Joplin

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pipetrucker

Preferred Member
Sep 13, 2010
939
1
Following the white rabbit
As I sit here in my comfortable motel room, syncing my iPad and iPod, I can't help but think about the people in Joplin.
Monday morning I delivered a couple of excavators in Joplin, MO. They will be used to help in the clean up of the aftermath of the tornado that recently hit there.
My route to the delivery point took me through the middle of the area that was destroyed by the tornado. I have seen areas hit by tornadoes before, and had seen television images of the recent destruction in Joplin, but driving through there that morning was surreal.
One moment everything looked perfectly normal and the next I was driving through a mile wide area of almost total destruction. Homes, businesses, and trees had been utterly demolished. looking left and right all I could see was heaps of rubble that had once been people's homes and businesses. The level of destruction was disturbingly complete.
For an instant I started to reach for my camera, but then I reminded myself that many, many people had died in that rubble, and decided to not photograph the scene. Somehow it just didn't seem like the right thing to do.
I delivered the equipment and moved on into Texas to deliver the rest of my load, but the remainder of the day I was left with a very solemn and morose feeling in my soul. I just couldn't help but think about what it must have been like to go through that horrific effect of nature at it's worst.
I hauled some things in and out after Katrina and wasn't nearly as affected as I was on Monday morning. Maybe it's because I have experienced many hurricanes in my life. Joplin was just...different somehow.
I was pleased to see that there were a great many volunteers working in the area helping out. Lots of good people still out there and ready to answer the call for help. That lightens the heart a bit.
I have never been one to pass on new scenes and experiences, but somehow I think I could have lived without passing through Joplin on Monday.

 

bootlegbonvivant

Preferred Member
Nov 14, 2009
1,195
0
Flowery Branch, GA
I hear ya, Mason. Years ago we had an F4 tornado hit just a bit north of us. It hit just as teachers were getting to schools and right before buses were to pick kids up at their stops. I was working for an electric company at the time and hadn't heard about it till I got into the office. The war room experience was unbelievable and then going with the engineer that worked that area a few days later was even more surreal. A few weeks later, we went to my wife's grandmother's and saw even more destruction. The tornado had passed right next to their home, on their land, then completely removed homes from their foundations and you could still see every bit of it.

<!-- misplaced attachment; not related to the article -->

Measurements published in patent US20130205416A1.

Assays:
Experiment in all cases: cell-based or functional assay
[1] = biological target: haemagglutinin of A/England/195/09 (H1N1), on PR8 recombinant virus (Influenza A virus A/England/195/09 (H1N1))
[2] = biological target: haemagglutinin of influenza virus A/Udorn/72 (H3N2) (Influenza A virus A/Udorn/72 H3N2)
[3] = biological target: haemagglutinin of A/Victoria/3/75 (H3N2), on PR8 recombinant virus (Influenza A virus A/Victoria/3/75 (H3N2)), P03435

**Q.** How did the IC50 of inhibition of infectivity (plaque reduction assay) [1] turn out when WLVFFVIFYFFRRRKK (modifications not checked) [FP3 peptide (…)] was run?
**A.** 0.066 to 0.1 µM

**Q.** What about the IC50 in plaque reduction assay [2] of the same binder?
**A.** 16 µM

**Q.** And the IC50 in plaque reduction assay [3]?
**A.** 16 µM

I feel for the families in Joplin and it's good to hear that people are just working the best they can to recover from it all.

 

pstlpkr

Preferred Member
Dec 14, 2009
9,739
0
Birmingham, AL
This year has been one (literally) for the record books.

But, peoples' homes and lively hoods have been scrubbed from the face of the earth.

I feel deeply for those in Joplin, and those in the Tuscaloosa and the... the several small towns that disappeared/were obliterated here in Alabama from these too many twisters. My family and I all feel fortunate that the three tornados in our area went North and South of us.

We were very lucky... But... those in in Joplin and Tuscaloosa were not.
There is a feeling around here that still exits... Everyone is more polite and accommodating around here since that day. It is eerily reminiscent of the days following 9-11.

 

bootlegbonvivant

Preferred Member
Nov 14, 2009
1,195
0
Flowery Branch, GA
It's crazy how things like this bring people together.

I was talking with my wife's uncle, who is a police officer in Florida. He commented that since 9/11, he's seen crime rise and people's feeling of security waver. We can definitely see this with our economy making things worse as well, but when there is that tragedy there again and again, it reminds us that we're all trying to accomplish the same things and so we try to help where we can.

 

mjtannen

Senior Member
Jan 3, 2011
411
0
It takes a caring person to feel the loss and tragedy in another person's life. You are a good and compassionate man. Too many people unfortunately do not express and demonstrate their concern for others in their daily rat race. We would all be better off if more guys like you were around. Good and respectful post of a sad human event.